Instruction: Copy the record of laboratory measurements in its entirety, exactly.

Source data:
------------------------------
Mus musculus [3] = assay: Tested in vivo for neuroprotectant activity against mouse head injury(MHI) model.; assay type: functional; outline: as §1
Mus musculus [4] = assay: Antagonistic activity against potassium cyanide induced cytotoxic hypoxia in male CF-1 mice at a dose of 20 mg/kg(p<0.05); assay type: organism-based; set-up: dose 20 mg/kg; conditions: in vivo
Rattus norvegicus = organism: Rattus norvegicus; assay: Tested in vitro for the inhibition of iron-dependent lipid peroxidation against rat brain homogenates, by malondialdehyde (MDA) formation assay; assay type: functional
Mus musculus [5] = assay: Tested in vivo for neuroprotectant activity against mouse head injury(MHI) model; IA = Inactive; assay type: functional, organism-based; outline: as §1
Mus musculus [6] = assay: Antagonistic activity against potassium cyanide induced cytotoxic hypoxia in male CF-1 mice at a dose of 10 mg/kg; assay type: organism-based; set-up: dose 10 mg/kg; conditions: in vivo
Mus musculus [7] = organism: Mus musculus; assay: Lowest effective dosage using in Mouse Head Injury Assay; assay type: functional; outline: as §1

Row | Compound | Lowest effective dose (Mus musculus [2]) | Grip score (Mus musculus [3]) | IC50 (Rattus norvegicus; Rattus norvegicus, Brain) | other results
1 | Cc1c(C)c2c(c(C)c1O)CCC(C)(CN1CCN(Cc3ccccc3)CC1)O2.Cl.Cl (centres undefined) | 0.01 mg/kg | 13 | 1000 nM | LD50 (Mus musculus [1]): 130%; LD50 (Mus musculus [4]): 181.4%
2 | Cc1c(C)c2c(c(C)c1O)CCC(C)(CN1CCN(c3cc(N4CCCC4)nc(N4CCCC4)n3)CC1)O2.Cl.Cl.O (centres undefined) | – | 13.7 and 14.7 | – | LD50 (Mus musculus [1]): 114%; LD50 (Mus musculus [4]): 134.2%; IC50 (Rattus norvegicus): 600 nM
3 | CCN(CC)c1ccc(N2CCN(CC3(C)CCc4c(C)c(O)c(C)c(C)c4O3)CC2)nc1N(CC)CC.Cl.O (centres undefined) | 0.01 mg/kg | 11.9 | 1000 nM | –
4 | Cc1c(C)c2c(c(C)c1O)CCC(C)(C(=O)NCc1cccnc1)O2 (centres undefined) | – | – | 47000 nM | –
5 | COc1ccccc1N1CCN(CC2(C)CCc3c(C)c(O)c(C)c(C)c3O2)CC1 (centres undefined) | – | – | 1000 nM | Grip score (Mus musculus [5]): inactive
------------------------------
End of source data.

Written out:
Mus musculus [3] = assay: Tested in vivo for neuroprotectant activity against mouse head injury(MHI) model.; assay type: functional; outline: as §1
Mus musculus [4] = assay: Antagonistic activity against potassium cyanide induced cytotoxic hypoxia in male CF-1 mice at a dose of 20 mg/kg(p<0.05); assay type: organism-based; set-up: dose 20 mg/kg; conditions: in vivo
Rattus norvegicus = organism: Rattus norvegicus; assay: Tested in vitro for the inhibition of iron-dependent lipid peroxidation against rat brain homogenates, by malondialdehyde (MDA) formation assay; assay type: functional
Mus musculus [5] = assay: Tested in vivo for neuroprotectant activity against mouse head injury(MHI) model; IA = Inactive; assay type: functional, organism-based; outline: as §1
Mus musculus [6] = assay: Antagonistic activity against potassium cyanide induced cytotoxic hypoxia in male CF-1 mice at a dose of 10 mg/kg; assay type: organism-based; set-up: dose 10 mg/kg; conditions: in vivo
Mus musculus [7] = organism: Mus musculus; assay: Lowest effective dosage using in Mouse Head Injury Assay; assay type: functional; outline: as §1

Row | Compound | Lowest effective dose (Mus musculus [2]) | Grip score (Mus musculus [3]) | IC50 (Rattus norvegicus; Rattus norvegicus, Brain) | other results
1 | Cc1c(C)c2c(c(C)c1O)CCC(C)(CN1CCN(Cc3ccccc3)CC1)O2.Cl.Cl (centres undefined) | 0.01 mg/kg | 13 | 1000 nM | LD50 (Mus musculus [1]): 130%; LD50 (Mus musculus [4]): 181.4%
2 | Cc1c(C)c2c(c(C)c1O)CCC(C)(CN1CCN(c3cc(N4CCCC4)nc(N4CCCC4)n3)CC1)O2.Cl.Cl.O (centres undefined) | – | 13.7 and 14.7 | – | LD50 (Mus musculus [1]): 114%; LD50 (Mus musculus [4]): 134.2%; IC50 (Rattus norvegicus): 600 nM
3 | CCN(CC)c1ccc(N2CCN(CC3(C)CCc4c(C)c(O)c(C)c(C)c4O3)CC2)nc1N(CC)CC.Cl.O (centres undefined) | 0.01 mg/kg | 11.9 | 1000 nM | –
4 | Cc1c(C)c2c(c(C)c1O)CCC(C)(C(=O)NCc1cccnc1)O2 (centres undefined) | – | – | 47000 nM | –
5 | COc1ccccc1N1CCN(CC2(C)CCc3c(C)c(O)c(C)c(C)c3O2)CC1 (centres undefined) | – | – | 1000 nM | Grip score (Mus musculus [5]): inactive